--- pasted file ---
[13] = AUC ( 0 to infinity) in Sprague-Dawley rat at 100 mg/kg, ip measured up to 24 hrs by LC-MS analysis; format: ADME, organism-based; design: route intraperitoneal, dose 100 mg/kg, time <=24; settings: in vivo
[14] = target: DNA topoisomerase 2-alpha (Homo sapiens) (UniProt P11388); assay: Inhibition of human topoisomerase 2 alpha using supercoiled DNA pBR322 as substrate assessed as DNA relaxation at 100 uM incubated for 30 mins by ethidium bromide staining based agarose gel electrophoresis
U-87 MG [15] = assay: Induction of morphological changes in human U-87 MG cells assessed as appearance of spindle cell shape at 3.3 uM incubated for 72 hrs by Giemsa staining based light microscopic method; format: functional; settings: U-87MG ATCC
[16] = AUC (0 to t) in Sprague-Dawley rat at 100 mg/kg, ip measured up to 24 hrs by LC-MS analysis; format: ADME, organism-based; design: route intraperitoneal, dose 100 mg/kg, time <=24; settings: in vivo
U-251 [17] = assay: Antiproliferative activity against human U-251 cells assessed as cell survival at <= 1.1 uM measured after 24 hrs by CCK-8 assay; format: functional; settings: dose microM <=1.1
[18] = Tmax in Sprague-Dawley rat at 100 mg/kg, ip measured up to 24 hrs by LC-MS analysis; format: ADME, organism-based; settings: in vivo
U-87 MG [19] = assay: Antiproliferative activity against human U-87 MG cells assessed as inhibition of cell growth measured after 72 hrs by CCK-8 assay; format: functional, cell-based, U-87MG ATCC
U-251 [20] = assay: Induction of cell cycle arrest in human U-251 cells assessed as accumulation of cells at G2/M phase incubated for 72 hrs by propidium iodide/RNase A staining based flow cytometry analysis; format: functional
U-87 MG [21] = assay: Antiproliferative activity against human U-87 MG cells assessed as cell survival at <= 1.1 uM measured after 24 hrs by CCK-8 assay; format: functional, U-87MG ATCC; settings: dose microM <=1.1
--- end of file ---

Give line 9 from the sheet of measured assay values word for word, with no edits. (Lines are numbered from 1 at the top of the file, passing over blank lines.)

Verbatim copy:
U-87 MG [21] = assay: Antiproliferative activity against human U-87 MG cells assessed as cell survival at <= 1.1 uM measured after 24 hrs by CCK-8 assay; format: functional, U-87MG ATCC; settings: dose microM <=1.1